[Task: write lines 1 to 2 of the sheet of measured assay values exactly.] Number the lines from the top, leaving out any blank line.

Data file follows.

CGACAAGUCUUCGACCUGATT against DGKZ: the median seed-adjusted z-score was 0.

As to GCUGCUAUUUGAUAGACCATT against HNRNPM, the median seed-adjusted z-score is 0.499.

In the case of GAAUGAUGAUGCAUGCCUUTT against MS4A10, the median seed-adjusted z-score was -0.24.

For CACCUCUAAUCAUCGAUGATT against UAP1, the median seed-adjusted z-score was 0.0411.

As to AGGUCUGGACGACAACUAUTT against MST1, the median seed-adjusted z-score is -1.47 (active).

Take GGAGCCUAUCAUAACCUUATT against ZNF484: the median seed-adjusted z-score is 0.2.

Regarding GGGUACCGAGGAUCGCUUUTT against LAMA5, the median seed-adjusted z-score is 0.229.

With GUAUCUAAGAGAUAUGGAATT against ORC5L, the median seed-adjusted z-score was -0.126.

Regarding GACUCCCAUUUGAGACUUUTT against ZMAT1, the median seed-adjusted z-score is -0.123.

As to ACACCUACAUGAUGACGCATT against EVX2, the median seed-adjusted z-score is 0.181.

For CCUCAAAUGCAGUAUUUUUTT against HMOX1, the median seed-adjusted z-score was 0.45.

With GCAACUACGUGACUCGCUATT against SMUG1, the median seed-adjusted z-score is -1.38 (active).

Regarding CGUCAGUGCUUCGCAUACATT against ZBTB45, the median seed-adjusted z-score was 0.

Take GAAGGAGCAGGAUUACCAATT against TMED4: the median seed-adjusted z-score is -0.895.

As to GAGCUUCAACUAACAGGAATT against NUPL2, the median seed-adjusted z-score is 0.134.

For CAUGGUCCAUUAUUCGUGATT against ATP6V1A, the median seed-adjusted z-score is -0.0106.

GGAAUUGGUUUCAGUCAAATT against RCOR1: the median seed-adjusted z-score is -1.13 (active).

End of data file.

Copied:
CGACAAGUCUUCGACCUGATT against DGKZ: the median seed-adjusted z-score was 0.

As to GCUGCUAUUUGAUAGACCATT against HNRNPM, the median seed-adjusted z-score is 0.499.